By Surjit Atwal. Social justice and a strong economy go hand in hand. Good social programs can’t happen unless there is enough money to support them, and the only way to get enough money to support them properly is to have a strong economy.
In a strong economy there is money to share. We have money to do things we would like to be able to do, including being generous to others.
I believe that three things are most important to building a strong economy. Supporting business is important, because we do need business. But business is only one slice, not the whole pie.
The first important thing is to avoid deficits. Any time a government runs a deficit, then the money that comes in to government coffers must first of all go to paying off the deficit, and that is money that is not available for social programs at all.
The second important thing is to have a low unemployment rate. When more people are working, more is getting done. More goods are being made and more services are being offered. More people can get their needs met and more opportunities can be created.
The third important thing is for more people to have satisfying work and be able to earn enough to have choices in how they spend their money. When they have choices, they feel better about themselves, they have more independence, and they can contribute more to society as a whole.
I believe work is important not just to support businesses and the economy, but to give people more independence and more ability to participate in society in more ways.
As a disabled person, I know how great it is to receive a pay cheque instead of a disability payment each month. When I get a disability cheque, I have to worry about how best to manage it. I have to ration myself for each thing I spend it on. When I have a pay cheque, I have more independence because it is my own money.
I know that it is not easy to reduce unemployment and to find satisfying work. I know that not everyone who is disabled can work. My cousin, who has cerebral palsy, has a much worse case than I do and cannot be independent at all. He needs full-time care.
I also know what it is like to have a job but get no satisfaction from it. Before I went to university, I worked for several years in an insurance agency. It was a job that paid well but it was not the right job for my skills or interests. Going to university was an important step in discovering where my talents are.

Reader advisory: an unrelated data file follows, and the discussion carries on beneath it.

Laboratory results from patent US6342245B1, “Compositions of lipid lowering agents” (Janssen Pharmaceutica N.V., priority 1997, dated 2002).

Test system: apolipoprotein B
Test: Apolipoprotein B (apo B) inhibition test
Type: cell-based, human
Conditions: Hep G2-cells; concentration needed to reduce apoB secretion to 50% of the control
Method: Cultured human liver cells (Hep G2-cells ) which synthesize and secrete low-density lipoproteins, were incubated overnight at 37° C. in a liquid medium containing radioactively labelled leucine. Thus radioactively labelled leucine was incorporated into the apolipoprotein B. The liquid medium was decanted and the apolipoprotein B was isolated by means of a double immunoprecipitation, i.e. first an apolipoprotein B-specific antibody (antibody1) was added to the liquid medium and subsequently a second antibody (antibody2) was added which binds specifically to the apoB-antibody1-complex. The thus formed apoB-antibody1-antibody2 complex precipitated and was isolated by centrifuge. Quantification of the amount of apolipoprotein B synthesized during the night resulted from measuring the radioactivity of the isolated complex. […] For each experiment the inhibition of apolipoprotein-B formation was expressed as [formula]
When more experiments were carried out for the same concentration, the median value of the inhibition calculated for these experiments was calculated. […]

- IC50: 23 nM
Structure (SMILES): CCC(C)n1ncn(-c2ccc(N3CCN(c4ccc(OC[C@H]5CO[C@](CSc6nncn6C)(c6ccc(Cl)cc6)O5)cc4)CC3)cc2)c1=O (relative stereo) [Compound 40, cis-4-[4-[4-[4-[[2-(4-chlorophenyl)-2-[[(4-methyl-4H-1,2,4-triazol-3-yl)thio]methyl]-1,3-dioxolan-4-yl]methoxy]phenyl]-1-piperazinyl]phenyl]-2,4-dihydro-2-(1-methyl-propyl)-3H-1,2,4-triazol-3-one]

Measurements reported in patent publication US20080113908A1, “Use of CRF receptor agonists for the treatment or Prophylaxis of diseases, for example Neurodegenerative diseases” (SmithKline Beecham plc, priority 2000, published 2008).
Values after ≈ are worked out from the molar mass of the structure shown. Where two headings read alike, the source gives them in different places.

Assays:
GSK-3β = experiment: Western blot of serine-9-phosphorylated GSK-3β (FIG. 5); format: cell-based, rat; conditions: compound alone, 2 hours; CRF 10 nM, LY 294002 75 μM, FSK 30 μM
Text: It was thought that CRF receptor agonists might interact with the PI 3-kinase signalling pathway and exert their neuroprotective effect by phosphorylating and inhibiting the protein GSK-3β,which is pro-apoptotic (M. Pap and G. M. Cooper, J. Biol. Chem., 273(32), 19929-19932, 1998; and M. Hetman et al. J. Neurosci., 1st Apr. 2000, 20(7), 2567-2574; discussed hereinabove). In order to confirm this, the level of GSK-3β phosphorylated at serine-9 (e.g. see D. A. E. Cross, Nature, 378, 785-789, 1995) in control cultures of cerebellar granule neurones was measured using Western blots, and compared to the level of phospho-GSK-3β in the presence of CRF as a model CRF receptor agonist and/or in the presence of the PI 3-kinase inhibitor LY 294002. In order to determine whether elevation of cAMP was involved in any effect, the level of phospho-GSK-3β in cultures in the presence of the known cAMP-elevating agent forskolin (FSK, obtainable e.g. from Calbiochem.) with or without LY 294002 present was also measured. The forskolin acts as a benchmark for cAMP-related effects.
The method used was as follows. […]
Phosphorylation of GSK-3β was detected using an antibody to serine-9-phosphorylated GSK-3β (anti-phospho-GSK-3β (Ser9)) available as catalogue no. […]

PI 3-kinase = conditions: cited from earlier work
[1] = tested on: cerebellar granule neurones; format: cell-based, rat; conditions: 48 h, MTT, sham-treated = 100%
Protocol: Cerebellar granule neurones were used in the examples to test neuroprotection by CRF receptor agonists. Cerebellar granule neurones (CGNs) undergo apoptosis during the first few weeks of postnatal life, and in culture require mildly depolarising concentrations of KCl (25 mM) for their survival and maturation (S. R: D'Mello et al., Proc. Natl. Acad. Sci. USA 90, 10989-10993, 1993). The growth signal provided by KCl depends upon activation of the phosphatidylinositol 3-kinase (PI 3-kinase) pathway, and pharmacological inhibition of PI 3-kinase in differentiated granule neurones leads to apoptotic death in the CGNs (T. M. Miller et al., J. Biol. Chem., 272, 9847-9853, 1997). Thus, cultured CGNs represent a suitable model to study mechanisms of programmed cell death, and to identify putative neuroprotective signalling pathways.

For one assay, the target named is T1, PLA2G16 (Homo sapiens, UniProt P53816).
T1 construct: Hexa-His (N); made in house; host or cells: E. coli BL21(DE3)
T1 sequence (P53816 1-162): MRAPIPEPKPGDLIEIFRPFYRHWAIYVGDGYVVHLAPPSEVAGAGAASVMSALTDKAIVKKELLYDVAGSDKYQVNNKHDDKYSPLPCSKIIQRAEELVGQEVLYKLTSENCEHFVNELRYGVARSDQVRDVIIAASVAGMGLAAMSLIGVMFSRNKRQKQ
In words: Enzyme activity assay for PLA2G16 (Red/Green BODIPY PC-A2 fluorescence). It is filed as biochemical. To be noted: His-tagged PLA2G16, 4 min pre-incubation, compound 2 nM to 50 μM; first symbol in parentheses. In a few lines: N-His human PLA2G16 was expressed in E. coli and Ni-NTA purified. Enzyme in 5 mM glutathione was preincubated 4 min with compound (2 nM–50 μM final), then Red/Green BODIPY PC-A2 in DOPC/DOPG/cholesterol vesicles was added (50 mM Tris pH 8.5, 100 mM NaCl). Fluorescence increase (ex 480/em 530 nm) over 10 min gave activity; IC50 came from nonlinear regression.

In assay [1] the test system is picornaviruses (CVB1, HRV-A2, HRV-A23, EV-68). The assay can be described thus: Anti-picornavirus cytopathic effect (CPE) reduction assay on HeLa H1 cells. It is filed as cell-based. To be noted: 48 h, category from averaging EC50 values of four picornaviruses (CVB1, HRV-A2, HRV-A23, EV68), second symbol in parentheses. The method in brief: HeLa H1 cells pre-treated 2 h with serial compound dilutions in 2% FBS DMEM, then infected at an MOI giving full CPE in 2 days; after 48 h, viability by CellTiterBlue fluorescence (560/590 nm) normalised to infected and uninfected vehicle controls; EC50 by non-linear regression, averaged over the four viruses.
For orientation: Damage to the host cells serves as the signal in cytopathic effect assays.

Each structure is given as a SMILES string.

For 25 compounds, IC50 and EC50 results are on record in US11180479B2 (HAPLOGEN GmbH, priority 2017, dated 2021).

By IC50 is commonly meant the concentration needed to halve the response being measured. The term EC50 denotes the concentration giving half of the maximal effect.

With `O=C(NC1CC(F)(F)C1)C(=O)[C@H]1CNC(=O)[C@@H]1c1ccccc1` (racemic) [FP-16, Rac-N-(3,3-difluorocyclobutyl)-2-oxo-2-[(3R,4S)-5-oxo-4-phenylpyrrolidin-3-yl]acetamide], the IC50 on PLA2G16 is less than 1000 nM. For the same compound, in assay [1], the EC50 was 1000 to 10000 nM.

I know how lucky I am to have the job I have now, a job I enjoy so much. I have frends from university who graduated when I did, with the same degree, who have not yet been able to find any work.
And that is part of my reason for supporting a strong economy. The better the economy, the more workers and the more different types of workers we can employ. We can begin to build a better life for ourselves and our children. When I look at my parents’ life I see a 40-year work in progress, doing exactly that. My father wanted his children to have opportunities he did not have. Starting poor in Canada and doing farm work, he was able to work his way up to pay for his children’s education and then see them succeed in careers which would give them a chance to contribute to society. One of my sisters is a doctor, and I am working in MLA Darryl Plecas’s office to do community outreach.
It was very important to my parents that we all contribute to society. They raised us to believe that we should give, not just take. So for me, a strong economy is not about putting money in our pockets but about having money to help one another. We need charities and other non-profit organizations, as well as families and friends, to take care of the disabled, teach the children, help anyone who is mentally ill, assist the seniors, and support the dying, because doing so is a strong indicator that we are a society that values humanity, values each of its people, and supports human rights.
Surjit Atwal is a graduate of the University of the Fraser Valley and holds a BA in Political Science. He is currently the Community Outreach Coordinator for the office of Provincial MLA Darryl Plecas. His columns appear regularly on Abbotsford Today